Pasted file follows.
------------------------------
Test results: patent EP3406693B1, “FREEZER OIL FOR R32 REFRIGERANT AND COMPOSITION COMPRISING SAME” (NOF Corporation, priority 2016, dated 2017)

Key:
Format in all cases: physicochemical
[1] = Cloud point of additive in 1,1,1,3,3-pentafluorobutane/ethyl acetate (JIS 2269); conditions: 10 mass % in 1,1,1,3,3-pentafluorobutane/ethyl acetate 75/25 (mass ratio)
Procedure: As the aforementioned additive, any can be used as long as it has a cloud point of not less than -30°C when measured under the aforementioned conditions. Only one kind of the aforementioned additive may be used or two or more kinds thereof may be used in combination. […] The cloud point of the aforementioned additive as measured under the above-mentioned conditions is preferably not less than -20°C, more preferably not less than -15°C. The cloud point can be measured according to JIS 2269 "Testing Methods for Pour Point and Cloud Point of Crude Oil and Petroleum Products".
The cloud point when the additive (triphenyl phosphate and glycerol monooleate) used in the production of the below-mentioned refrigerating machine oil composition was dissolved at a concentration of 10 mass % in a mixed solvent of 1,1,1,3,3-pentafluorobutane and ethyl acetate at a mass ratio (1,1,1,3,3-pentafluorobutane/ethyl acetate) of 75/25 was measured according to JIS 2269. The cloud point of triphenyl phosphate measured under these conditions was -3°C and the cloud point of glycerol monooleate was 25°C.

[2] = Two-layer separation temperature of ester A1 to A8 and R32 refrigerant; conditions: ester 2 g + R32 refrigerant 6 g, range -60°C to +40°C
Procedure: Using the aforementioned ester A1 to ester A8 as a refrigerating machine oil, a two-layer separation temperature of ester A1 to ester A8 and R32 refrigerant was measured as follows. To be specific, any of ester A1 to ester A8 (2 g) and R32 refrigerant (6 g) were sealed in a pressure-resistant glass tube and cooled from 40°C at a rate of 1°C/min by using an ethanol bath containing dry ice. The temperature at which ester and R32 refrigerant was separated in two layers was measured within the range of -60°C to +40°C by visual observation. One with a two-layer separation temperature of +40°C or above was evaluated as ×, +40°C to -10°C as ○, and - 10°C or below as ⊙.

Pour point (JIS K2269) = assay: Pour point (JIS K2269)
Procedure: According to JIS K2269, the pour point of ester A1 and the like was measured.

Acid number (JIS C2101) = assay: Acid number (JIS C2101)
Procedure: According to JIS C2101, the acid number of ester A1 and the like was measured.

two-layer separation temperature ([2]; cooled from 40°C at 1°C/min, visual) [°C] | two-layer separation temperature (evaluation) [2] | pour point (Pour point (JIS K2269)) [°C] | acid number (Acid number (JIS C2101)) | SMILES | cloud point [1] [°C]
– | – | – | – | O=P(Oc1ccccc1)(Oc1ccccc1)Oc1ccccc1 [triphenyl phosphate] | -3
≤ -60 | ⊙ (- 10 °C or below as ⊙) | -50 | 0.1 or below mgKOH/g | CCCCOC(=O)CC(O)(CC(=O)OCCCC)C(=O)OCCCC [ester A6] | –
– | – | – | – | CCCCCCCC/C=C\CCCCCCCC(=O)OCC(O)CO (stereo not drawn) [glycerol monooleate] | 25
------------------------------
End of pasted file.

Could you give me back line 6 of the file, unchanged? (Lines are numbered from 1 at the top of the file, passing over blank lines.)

The cloud point when the additive (triphenyl phosphate and glycerol monooleate) used in the production of the below-mentioned refrigerating machine oil composition was dissolved at a concentration of 10 mass % in a mixed solvent of 1,1,1,3,3-pentafluorobutane and ethyl acetate at a mass ratio (1,1,1,3,3-pentafluorobutane/ethyl acetate) of 75/25 was measured according to JIS 2269. The cloud point of triphenyl phosphate measured under these conditions was -3°C and the cloud point of glycerol monooleate was 25°C.